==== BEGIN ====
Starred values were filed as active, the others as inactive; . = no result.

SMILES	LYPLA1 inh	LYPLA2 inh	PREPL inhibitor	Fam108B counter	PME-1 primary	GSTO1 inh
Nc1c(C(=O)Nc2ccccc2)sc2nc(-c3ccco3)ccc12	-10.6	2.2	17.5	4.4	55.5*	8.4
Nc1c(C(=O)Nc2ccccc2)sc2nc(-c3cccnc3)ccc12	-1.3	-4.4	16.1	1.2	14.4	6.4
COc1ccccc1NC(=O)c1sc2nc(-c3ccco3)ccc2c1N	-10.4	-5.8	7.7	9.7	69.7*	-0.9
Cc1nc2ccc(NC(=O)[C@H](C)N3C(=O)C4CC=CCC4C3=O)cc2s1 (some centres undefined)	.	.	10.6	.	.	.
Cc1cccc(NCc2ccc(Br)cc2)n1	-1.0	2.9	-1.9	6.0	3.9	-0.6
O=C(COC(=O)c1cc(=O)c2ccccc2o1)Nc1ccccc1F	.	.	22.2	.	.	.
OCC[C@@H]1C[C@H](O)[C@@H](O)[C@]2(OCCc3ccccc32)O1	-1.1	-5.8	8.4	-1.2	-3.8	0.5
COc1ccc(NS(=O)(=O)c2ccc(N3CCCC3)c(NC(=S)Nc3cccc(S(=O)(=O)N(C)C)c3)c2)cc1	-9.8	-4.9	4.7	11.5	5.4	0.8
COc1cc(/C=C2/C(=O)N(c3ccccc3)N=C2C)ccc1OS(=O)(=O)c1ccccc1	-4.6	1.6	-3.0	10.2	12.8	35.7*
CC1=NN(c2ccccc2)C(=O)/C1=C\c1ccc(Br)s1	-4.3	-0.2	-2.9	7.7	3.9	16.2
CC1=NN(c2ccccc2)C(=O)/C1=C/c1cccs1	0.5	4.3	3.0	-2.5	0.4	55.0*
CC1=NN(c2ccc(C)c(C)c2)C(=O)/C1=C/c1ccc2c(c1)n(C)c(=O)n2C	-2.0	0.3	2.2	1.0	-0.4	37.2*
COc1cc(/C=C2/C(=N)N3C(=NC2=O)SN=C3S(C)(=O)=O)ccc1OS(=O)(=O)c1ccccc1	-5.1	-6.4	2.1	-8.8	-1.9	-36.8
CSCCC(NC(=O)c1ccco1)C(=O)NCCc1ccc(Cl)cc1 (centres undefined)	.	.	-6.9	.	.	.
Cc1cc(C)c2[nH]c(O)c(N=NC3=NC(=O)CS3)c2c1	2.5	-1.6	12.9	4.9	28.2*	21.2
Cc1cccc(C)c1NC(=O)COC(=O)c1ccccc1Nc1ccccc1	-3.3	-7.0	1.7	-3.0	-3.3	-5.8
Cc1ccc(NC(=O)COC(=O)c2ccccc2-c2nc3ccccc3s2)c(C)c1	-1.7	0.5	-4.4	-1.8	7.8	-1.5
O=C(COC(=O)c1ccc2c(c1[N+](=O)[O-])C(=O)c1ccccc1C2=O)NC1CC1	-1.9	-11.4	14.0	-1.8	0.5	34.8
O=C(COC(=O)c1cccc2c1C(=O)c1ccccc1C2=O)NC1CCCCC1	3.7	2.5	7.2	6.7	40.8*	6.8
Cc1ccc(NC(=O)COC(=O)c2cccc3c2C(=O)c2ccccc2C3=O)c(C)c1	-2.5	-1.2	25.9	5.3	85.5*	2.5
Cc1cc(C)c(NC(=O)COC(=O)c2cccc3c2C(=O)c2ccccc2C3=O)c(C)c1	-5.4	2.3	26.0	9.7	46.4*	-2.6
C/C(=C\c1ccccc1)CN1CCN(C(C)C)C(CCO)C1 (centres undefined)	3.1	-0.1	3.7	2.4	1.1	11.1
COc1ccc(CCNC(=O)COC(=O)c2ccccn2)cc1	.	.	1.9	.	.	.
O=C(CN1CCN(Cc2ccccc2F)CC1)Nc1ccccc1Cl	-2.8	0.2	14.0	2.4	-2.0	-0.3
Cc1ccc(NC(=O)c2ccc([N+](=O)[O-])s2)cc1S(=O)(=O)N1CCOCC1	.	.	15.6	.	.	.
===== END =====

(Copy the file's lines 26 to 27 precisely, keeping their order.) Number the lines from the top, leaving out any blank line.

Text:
O=C(CN1CCN(Cc2ccccc2F)CC1)Nc1ccccc1Cl	-2.8	0.2	14.0	2.4	-2.0	-0.3
Cc1ccc(NC(=O)c2ccc([N+](=O)[O-])s2)cc1S(=O)(=O)N1CCOCC1	.	.	15.6	.	.	.